Sinkane puts poppy spin on eclectic
On his previous two records, musician Ahmed Gallab says he was like “a kid in a sandbox” experimenting with his four favorite musical genres: African traditional music, American soul, country and reggae.
With “Life and Livin’ It,” his latest album under the professional name Sinkane, he finally figured out what those styles all had in common.
“The people who created those musics were all oppressed,” says Gallab, who will play the Arab-American National Museum on Friday. “Poor white folks, poor black folks in the United States, Jamaican slaves, and poor African people … All of that music had the same earnestness and immediate quality to it that felt the same.”
That breakthrough allowed Gallab to make a record that aimed to streamline his favorite sounds into something he describes as “seamless and effortless.” The resulting album is indeed a wildly eclectic but accessibly poppy set of tunes that blend sonic influences ranging from funky bass riffs to Nashville pedal steel guitar.
But for Gallab, the process of finding the commonalities between his musical interests was also closely intertwined with developing a new sense of security in his own identity. Gallab, whose parents were both Sudanese expats and college professors, spent his childhood in locales ranging from London to Utah.
“It kind of created a lot of confusion with identity, race and religion for me,” he says.
In writing “Life and Livin’ It,” Gallab says he came to terms with his scattered background, accepting the diverse range of his experience rather than trying to pin himself down to one part of it. He expresses a particular sense of newfound pride in the decade he spent living in Kent, Ohio, starting at age 13. Gallab’s family originally moved to Ohio so his father could take an appointment at Hiram College.
Gallab met Greg Lofaro, with whom he still collaborates on music today, while he lived in Ohio. But he says his time in the Midwest also forced him to step up his artistic pursuits in a way that he might not have, had he been afforded the more plentiful opportunities for exposure and advancement available in a larger cultural center.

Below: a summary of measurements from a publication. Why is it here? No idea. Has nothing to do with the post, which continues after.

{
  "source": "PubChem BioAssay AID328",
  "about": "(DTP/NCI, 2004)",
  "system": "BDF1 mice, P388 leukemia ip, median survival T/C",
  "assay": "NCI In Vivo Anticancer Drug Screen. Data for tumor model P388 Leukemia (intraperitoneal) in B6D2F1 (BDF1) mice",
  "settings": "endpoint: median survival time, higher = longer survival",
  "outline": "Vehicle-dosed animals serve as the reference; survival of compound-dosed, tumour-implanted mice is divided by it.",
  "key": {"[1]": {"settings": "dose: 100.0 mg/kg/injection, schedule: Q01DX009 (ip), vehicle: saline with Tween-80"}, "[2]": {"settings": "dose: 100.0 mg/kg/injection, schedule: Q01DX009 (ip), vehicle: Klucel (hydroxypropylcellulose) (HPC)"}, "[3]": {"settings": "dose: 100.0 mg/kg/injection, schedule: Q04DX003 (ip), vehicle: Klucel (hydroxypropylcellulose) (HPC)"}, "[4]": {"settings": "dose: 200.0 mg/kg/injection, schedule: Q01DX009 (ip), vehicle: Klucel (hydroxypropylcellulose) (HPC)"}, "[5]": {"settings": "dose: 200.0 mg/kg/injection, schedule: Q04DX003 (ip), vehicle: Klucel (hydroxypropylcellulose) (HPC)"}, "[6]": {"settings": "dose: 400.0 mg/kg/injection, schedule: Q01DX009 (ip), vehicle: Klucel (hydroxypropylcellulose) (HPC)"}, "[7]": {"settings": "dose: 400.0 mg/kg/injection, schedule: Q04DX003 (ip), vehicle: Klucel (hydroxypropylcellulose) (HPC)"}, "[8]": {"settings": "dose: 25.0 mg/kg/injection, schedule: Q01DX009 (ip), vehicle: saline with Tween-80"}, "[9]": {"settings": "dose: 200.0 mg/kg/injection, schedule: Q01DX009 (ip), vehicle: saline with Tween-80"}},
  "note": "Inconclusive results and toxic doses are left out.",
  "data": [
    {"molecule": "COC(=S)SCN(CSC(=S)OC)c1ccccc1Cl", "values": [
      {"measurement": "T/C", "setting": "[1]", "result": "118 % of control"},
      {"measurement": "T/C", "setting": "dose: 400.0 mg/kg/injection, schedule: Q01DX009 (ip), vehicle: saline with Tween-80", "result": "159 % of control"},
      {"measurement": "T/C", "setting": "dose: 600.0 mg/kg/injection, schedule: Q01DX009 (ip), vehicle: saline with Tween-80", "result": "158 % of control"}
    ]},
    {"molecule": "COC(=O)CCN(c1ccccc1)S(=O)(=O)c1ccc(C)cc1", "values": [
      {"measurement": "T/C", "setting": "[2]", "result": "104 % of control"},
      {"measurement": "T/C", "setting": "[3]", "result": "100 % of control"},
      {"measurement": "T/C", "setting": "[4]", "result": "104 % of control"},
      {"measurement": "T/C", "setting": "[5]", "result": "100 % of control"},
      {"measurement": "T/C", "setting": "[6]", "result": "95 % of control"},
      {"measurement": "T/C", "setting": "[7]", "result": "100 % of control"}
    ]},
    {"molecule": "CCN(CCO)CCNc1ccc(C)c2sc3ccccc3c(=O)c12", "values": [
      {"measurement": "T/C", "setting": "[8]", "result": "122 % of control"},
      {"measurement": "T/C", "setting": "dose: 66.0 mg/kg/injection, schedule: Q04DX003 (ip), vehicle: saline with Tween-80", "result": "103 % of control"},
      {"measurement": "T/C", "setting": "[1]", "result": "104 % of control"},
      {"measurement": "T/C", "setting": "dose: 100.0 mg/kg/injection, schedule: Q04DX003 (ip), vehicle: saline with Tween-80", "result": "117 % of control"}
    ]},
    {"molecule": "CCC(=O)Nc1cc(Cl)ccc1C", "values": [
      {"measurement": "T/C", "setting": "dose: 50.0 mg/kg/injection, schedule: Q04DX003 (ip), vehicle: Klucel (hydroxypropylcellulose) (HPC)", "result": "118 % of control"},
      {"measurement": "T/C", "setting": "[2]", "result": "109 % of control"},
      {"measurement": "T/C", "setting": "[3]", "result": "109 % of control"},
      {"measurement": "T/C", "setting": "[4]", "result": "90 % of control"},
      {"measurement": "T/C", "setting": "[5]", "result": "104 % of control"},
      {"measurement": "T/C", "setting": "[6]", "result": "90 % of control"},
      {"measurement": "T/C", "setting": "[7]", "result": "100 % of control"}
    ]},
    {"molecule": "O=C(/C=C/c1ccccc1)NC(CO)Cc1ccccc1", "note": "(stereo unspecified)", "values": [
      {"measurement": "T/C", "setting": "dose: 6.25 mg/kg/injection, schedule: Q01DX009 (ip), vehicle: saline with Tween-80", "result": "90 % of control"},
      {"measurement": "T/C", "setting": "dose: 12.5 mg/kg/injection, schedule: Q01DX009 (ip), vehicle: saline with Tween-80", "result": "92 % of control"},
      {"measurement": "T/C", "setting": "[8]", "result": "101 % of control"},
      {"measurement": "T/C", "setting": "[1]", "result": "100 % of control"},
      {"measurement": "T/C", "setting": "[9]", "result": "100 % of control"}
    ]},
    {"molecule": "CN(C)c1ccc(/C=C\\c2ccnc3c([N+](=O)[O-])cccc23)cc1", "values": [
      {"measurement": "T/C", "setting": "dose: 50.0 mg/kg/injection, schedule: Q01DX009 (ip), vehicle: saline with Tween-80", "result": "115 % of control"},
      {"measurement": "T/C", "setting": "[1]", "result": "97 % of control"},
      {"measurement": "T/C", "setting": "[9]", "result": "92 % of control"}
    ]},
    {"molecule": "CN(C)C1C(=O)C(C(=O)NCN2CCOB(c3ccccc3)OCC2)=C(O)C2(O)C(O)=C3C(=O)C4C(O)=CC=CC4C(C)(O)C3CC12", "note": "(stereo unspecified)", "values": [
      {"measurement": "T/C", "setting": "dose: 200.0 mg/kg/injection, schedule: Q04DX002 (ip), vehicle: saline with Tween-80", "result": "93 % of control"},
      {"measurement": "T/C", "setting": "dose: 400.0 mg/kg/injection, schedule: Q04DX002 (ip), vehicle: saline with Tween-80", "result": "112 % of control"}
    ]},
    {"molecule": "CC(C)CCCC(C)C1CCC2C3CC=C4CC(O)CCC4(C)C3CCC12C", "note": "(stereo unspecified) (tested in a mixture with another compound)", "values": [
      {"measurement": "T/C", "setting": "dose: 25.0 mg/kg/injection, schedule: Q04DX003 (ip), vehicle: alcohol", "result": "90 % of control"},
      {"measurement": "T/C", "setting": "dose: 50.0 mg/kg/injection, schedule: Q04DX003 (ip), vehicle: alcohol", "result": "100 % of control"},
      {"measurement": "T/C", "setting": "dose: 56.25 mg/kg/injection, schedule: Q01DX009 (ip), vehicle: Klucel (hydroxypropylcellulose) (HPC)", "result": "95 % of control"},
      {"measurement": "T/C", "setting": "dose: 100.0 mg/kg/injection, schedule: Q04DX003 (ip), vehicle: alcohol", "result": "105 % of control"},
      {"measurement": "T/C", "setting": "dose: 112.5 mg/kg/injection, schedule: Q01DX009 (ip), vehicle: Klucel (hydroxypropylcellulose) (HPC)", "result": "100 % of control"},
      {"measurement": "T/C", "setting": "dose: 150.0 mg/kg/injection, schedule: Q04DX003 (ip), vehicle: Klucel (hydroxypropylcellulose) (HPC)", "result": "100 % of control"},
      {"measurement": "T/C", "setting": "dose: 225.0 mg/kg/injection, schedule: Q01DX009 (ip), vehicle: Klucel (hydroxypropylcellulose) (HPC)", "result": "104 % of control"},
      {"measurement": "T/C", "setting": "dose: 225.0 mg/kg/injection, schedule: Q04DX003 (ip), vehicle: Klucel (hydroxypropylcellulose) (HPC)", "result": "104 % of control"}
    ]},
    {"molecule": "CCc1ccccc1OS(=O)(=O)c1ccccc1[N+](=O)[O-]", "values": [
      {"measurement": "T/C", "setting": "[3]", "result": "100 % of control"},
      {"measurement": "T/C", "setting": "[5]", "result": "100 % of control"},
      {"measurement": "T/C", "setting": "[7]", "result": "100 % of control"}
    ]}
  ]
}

“In Ohio, if you wanted to be good, you had to step up to the plate and you had to do everything yourself,” Gallab says. “I feel like that is the bedrock of my work ethic and I got it from Ohio. I wouldn’t have it any other way.”
As Gallab has settled into his own identity he’s been acutely aware that his struggle isn’t unique, and he expresses interest in using his experience to help others. Before his performance at the Arab-American National Museum, Gallab will lead a youth workshop on art and identity. A moderator will interview Gallab about his experiences and facilitate discussion with the youth in attendance.
Gallab says he wants to help kids who’ve had experiences similar to his feel like they’re “not alone.”
“They can kind of go about their ways a bit more confidently, understanding that this isn’t a bad place to be as far as not understanding who you are,” he says. “There are other people who can give you guidance and advice in that world.”
6:30 p.m. Friday
8 p.m. Friday
Arab-American National Museum
13624 Michigan Ave.